Exploring intangible drivers that can lead to supplier preferential treatment towards SMEs

Soh, Jun Ghee (2020) Exploring intangible drivers that can lead to supplier preferential treatment towards SMEs. [Dissertation (University of Nottingham only)]

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Abstract

This research focus on understanding the intangible drivers that engage suppliers and promote their choice to treat selected SME customers preferentially. Suppliers are often driven to treat key customers preferentially to maximize the financial returns, and SMEs are deemed “less attractive”, hence often neglected. SMEs face stringent business conditions due to their disadvantaged size and limited access to resources.

Although relationship management is fast gaining traction, supplier relationship management is still very much under studied and under practised in businesses when compared to customer relationship management. More importantly in the context of this field study, there have been relatively few insights that sought the opinions of suppliers and understanding the intangible drivers that could lead to supplier preferential treatment for SMEs.

Primary data collection involved 17 respondents from Malaysian food industry with a qualitative research of face-to-face interview. These key members represent companies with capabilities ranging from raw material manufacturing, food manufacturing, distribution, R & D, technical support and services. Portfolio of these companies cover relationships with more than 30 manufacturers, serving more than 80 customers that operate over 1000 food and beverage retail outlets in Malaysia.

Data collected went through two cycles of coding and are presented as organizing themes that contribute towards the research framework. Findings from the field study show that the drivers to supplier preferential treatment are divided into tangible drivers that sparks continuance commitment and intangible drivers that result in affective commitment. The core findings present evidence that Emotional Intelligence, Fairness in relationship and Mutual trust are important intangible factors that are positively correlated and reinforce each other. It is recommended that financially less attractive SMEs focus on these intangible drivers that positively influence supplier affective commitment and supplier preferential treatment.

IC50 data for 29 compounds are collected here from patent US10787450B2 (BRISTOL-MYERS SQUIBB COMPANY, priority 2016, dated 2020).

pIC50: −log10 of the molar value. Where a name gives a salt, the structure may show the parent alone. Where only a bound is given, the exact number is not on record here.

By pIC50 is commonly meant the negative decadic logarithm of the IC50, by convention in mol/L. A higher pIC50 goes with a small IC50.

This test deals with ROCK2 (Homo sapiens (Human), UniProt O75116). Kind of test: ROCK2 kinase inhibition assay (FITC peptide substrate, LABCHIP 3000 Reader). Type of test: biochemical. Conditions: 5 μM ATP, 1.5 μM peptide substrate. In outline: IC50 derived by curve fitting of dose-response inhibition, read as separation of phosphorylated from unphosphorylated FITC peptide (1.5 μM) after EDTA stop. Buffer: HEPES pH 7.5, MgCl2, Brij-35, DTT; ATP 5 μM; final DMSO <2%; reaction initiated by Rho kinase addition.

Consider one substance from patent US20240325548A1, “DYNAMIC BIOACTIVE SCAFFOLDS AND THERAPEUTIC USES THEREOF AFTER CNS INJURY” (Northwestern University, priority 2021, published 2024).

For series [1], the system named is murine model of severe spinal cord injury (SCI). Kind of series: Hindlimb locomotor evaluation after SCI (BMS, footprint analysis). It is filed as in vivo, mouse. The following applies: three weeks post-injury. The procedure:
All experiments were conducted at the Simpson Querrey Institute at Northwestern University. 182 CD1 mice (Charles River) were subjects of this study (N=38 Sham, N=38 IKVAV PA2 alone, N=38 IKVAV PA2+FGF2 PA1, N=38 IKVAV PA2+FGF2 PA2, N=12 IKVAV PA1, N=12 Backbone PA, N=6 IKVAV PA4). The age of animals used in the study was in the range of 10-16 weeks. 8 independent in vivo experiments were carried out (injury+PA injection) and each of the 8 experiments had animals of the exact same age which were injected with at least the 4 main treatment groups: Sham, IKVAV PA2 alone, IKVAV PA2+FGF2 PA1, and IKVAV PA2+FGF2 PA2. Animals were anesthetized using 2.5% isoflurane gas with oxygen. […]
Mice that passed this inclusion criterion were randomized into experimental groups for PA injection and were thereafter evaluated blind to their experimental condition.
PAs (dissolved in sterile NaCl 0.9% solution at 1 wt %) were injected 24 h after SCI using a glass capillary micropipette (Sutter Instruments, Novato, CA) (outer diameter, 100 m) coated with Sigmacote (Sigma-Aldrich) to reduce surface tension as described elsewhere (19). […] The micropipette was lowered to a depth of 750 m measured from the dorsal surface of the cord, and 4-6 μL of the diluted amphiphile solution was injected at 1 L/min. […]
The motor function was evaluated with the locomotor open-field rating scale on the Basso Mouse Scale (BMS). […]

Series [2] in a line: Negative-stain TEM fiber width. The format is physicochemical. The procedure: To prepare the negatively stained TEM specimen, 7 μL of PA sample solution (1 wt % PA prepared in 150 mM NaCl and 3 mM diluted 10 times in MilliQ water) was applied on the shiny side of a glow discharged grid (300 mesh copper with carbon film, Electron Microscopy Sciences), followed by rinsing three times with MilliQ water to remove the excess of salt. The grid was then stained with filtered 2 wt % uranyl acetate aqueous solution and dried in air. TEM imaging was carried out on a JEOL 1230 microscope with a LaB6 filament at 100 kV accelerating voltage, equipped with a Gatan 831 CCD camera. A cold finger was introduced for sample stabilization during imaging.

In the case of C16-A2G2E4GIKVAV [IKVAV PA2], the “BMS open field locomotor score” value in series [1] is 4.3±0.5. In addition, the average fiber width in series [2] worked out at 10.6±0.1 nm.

This empirical research is an important initial step in proposing a framework for supplier preferential treatment for SMEs. The field study sought the opinion of suppliers and offers rare insight to understanding and identifying the intangible drivers that promote supplier preferential treatment towards SMEs.

Item Type: Dissertation (University of Nottingham only)
Keywords: intangible drivers, supplier relationship management, SMEs, preferential treatment, emotional intelligence, mutual trust, fairness in relationship
Depositing User: Soh, Jun Ghee
Date Deposited: 04 Aug 2020 01:49
Last Modified: 04 Aug 2020 08:01
URI: http://eprints.nottingham.ac.uk/id/eprint/59640

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